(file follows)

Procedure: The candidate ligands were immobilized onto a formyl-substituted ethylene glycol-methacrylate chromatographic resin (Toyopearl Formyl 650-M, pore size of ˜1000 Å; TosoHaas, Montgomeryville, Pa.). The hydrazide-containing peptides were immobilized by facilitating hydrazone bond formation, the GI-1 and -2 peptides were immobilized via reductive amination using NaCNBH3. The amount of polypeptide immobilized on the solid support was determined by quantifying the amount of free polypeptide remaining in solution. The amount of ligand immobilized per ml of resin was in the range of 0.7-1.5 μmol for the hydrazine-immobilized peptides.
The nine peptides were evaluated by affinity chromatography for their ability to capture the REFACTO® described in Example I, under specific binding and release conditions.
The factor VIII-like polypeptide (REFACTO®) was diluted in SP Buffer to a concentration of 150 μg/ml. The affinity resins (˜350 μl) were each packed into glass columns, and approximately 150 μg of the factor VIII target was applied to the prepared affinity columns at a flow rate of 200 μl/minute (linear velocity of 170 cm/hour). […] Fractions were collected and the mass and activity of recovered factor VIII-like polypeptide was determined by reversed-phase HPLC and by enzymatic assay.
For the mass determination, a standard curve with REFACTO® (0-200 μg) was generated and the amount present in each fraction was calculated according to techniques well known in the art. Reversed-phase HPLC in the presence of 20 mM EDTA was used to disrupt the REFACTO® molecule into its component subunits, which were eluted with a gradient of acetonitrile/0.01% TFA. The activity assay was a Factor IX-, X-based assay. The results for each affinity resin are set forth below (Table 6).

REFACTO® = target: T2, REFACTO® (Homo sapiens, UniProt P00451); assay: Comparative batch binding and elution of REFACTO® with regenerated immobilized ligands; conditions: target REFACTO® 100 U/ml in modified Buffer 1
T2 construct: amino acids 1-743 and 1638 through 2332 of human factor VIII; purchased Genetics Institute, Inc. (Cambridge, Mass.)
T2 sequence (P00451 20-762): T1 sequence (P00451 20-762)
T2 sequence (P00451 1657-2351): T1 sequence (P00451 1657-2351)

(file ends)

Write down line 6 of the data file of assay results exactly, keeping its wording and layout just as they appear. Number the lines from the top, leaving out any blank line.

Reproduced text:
T2 construct: amino acids 1-743 and 1638 through 2332 of human factor VIII; purchased Genetics Institute, Inc. (Cambridge, Mass.)